Climate change litigation is gaining momentum in Canada as in other jurisdictions around the world. The few Canadian cases so far have been in the context of specific project approvals and petitions affecting a particular industry sector. However, on November 26, 2018, a Quebec non-profit organization dedicated to environmental education, ENvironnement JEUnesse ("ENJEU"), filed a motion for authorization to institute a class action at the Quebec Superior Court (the "Petition") against the Government of Canada ("GOC") on behalf of Quebec residents aged 35 and under, found here. The Petition seeks, among other reliefs, a declaration that the GOC has failed in its obligations under the Canadian Charter of Rights and Freedoms ("Canadian Charter") and the Quebec Charter of Human Rights and Freedoms ("Quebec Charter"), to protect the fundamental rights of its citizens. ENJEU also seeks punitive damages as a deterrence for interference with such rights. The Petition has significant implications for major project development in Canada, especially when combined with the existing and proposed federal environmental climate change regime such as Bill C-69.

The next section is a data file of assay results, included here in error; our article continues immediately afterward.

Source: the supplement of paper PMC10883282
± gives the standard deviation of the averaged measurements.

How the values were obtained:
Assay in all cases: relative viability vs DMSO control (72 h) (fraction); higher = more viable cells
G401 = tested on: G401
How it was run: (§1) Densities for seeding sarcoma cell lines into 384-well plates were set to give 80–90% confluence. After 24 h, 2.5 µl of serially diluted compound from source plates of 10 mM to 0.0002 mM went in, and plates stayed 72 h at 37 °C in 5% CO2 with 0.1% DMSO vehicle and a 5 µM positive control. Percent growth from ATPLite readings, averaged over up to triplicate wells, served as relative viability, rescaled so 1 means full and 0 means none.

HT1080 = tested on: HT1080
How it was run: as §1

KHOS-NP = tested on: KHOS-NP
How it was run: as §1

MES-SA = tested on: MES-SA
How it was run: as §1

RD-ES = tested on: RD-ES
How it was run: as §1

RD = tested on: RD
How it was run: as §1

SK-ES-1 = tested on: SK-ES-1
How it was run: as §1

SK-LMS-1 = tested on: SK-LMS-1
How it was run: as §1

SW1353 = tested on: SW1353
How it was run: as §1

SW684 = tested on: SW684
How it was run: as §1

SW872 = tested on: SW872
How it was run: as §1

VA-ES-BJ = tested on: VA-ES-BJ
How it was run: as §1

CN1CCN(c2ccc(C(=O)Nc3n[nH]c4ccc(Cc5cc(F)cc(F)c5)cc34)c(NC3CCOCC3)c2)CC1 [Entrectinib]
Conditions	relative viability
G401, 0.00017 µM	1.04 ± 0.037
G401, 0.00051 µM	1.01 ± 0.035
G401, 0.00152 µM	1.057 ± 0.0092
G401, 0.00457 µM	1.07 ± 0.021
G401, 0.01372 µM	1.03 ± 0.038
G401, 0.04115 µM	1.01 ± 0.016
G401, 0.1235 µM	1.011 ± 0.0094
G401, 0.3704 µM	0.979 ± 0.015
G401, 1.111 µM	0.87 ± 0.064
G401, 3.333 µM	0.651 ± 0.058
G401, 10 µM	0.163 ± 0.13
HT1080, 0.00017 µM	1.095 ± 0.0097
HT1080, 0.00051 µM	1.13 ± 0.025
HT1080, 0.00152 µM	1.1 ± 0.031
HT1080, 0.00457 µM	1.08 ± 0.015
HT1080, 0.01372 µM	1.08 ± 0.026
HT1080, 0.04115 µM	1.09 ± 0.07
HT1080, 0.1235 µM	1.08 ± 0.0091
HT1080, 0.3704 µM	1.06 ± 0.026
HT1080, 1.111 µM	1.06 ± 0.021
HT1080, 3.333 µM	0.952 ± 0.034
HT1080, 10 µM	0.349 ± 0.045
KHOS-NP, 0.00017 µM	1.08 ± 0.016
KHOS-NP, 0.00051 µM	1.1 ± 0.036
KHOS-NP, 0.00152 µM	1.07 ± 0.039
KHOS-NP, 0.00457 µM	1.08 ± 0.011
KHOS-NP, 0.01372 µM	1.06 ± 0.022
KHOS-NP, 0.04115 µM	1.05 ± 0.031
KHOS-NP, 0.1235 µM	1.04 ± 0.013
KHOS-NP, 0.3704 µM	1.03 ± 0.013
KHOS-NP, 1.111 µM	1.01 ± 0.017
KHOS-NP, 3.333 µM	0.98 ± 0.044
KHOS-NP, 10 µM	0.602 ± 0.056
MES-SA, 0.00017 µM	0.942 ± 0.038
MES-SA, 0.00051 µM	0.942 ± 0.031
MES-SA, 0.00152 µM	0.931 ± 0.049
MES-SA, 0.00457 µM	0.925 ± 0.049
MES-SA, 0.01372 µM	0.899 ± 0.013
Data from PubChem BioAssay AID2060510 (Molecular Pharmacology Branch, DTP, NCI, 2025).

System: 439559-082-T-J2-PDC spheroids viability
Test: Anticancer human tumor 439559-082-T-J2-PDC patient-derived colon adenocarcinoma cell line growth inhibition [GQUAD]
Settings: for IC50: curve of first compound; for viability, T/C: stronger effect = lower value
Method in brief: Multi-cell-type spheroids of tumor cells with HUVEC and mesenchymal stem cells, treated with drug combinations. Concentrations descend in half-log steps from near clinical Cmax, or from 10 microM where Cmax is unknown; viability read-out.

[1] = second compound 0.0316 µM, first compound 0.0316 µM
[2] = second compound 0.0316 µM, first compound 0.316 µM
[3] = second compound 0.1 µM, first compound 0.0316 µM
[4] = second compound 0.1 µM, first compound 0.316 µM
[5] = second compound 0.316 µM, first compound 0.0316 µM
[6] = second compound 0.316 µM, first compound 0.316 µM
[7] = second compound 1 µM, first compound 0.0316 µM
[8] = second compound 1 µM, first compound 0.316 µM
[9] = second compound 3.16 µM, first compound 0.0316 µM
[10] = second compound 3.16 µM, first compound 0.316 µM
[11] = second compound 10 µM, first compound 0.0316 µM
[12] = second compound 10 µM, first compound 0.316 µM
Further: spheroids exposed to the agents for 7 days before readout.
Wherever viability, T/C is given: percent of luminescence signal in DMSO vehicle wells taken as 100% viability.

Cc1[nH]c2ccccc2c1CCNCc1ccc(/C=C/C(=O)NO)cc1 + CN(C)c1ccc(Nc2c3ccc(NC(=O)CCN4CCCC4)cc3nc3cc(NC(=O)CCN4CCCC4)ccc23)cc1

In our previous blog, "From Social License to Class Action – Climate Change Litigation has come to Canada, Project Proponents Beware", found here, we reviewed the status of climate change litigation in Canada, the challenges to its success and the risk it poses to development projects including interjurisdictional pipelines. About two years thereafter, the ENJEU has launched the first rights-based climate change legal challenge in Canada by way of a class action.
The Petition seeks a declaration that the GOC, by adopting dangerous greenhouse gas reduction targets and by failing to put in place the necessary measures to limit global warming to 1.5°C, violates the following rights of class members contrary to the Canadian Charter and the Quebec Charter: (a) life, inviolability and security; (b) live in a healthful environment in which biodiversity is preserved; and (c) equal exercise of their constitutional rights. Other reliefs sought include cessation of unlawful and intentional interference with the class members' rights by the GOC, payment by GOC to each member of the class the sum of $100 or alternatively implementation of a remedial measure to help curb global warming, and legal fees including expert fees.
The questions of fact and law that the Petition asks the Court to decide include: (a) whether the GOC has an obligation to implement measures to prevent global warming and thereby safeguard the constitutional rights of class members under sections 7 and 15 of the Canadian Charter and sections 1, 10 and 46.1 of the Quebec Charter; (b) whether the GOC failed to meet this obligation by not putting in place the necessary measures to limit global warming to 1.5°C; (c) whether the adoption by GOC of GHG reduction targets known to be harmful violates the right of class members to an equal exercise of their constitutional rights; and (d) whether the GOC is guilty of a civil intentional fault under Quebec' jus commune.